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HOME : Asian Art : Art of Nepal : Wooden Bhairava Mask
Wooden Bhairava Mask - LK.118
Origin: Nepal
Circa: 1500 AD to 1700 AD
Dimensions: 10.5" (26.7cm) high x 12.8" (32.5cm) wide
Collection: Asian Art
Medium: Wood

Location: Great Britain
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Bhairava has a special significance in Nepal as he is the guardian of Kathmandu. His image is still paraded through the streets every year as part of the festival of Indra-Jahra. This is part of an ancient tradition in which the deity was valued for his ability to ward off evil with his ferocious appearance. Bhairava was regarded as a manifestation of Shiva, created to punish Brahma during a dispute between the two deities. The argument arose because Brahma tried to usurp Shiva in his role as supreme creator of the universe. As punishment, Bhairava beheaded one of Brahma’s five heads.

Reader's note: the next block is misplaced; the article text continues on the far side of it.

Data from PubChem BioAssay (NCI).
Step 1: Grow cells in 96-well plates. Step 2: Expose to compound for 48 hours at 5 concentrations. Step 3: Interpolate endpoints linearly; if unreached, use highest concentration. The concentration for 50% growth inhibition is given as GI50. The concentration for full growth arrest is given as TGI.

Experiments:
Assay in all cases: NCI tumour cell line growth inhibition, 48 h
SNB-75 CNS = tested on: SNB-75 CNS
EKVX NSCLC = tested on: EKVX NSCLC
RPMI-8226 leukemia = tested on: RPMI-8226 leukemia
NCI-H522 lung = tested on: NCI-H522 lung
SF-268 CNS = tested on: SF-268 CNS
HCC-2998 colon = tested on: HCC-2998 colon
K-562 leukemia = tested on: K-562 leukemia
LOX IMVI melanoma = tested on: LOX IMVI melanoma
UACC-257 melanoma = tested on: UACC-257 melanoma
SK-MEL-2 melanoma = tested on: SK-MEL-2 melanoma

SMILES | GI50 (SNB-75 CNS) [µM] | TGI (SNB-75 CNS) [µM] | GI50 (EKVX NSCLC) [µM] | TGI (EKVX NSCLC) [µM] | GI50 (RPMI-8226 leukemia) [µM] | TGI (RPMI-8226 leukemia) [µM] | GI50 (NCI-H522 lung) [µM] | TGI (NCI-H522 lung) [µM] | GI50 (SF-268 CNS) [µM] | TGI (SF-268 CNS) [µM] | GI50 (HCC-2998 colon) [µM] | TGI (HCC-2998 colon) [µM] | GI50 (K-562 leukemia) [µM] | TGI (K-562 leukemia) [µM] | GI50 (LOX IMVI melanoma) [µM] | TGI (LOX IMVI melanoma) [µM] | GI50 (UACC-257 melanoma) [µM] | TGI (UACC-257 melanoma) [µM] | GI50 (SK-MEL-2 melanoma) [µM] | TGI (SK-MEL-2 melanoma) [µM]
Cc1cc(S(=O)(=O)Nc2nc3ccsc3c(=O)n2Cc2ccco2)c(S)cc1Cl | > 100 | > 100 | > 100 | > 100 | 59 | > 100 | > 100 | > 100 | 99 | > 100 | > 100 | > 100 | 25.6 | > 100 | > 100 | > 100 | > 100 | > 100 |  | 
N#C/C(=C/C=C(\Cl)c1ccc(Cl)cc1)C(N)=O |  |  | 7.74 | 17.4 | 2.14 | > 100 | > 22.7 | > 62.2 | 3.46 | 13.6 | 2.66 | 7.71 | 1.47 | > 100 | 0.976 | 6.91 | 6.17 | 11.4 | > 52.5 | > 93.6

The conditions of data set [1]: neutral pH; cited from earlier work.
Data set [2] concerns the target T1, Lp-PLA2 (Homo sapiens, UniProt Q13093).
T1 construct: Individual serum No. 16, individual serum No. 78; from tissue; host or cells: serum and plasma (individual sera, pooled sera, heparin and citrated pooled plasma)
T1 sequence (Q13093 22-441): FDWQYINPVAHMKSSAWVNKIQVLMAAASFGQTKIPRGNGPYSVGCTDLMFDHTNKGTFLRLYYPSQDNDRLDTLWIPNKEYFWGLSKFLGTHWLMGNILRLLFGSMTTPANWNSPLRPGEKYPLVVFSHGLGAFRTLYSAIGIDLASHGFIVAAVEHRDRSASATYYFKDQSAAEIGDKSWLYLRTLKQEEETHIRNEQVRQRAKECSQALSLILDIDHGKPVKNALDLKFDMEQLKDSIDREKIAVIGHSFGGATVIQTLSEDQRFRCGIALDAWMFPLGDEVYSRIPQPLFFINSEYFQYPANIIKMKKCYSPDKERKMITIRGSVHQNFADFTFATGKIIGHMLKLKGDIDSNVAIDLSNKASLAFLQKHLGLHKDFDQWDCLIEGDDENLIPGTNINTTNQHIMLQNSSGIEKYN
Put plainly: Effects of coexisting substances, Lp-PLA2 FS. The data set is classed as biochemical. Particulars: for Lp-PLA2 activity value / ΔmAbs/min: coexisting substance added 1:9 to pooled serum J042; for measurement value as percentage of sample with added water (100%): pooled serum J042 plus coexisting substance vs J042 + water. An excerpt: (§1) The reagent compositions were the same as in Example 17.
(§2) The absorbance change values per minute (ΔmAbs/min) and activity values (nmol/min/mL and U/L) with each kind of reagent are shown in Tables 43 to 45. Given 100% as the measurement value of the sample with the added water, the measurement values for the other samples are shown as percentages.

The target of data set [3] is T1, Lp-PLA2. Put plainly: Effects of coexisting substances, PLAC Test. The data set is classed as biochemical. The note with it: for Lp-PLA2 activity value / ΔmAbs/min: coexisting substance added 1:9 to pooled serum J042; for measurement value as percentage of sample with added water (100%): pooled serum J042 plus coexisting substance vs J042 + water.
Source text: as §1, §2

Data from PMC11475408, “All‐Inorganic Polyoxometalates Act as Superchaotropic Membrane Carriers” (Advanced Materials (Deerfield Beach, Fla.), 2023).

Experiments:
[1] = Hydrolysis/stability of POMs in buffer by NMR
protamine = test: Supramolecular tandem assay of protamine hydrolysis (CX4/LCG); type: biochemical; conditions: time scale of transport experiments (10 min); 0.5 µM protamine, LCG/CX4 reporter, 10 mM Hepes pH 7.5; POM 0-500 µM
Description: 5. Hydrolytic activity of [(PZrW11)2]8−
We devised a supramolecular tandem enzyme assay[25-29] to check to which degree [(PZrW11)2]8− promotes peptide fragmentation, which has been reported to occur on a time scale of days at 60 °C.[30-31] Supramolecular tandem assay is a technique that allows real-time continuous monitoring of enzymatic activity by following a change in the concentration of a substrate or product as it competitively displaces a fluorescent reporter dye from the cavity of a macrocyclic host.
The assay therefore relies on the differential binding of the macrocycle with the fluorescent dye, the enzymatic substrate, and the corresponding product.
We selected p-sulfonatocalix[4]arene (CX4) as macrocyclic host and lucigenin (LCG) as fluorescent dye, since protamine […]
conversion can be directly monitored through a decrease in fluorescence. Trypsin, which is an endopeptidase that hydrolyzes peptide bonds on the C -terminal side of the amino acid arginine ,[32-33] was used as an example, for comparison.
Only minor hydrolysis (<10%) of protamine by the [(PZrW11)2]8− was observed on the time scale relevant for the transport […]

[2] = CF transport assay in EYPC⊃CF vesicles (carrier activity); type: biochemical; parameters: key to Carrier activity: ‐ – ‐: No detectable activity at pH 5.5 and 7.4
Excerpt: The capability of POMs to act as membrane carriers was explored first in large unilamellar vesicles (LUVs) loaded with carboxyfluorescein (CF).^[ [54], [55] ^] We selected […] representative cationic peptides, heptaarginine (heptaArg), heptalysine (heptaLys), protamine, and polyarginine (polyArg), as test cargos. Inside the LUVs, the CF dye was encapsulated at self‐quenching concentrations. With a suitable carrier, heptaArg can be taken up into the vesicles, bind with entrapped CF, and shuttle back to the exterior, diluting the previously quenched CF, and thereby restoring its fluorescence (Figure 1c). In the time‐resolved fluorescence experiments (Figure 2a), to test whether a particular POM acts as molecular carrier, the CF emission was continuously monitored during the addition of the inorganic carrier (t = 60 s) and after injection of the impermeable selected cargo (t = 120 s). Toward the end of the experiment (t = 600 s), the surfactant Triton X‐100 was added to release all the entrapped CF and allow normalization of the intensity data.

In this mask Bhairava has all his traditional attributes including a headdress formed from writhing serpents, three bulging eyes, flaring eyebrows and a pair of tiger’s teeth clearly visible in his open mouth. Above the forehead is a representation of Shiva in his peaceful form. The quality of the carving is impressive, especially the two larger snakes that adorn the deity’s earlobes. There are considerable traces of red pigment on the mask. This is a ritual powder that reminds us that this object was once an important focus of worship. - (LK.118)


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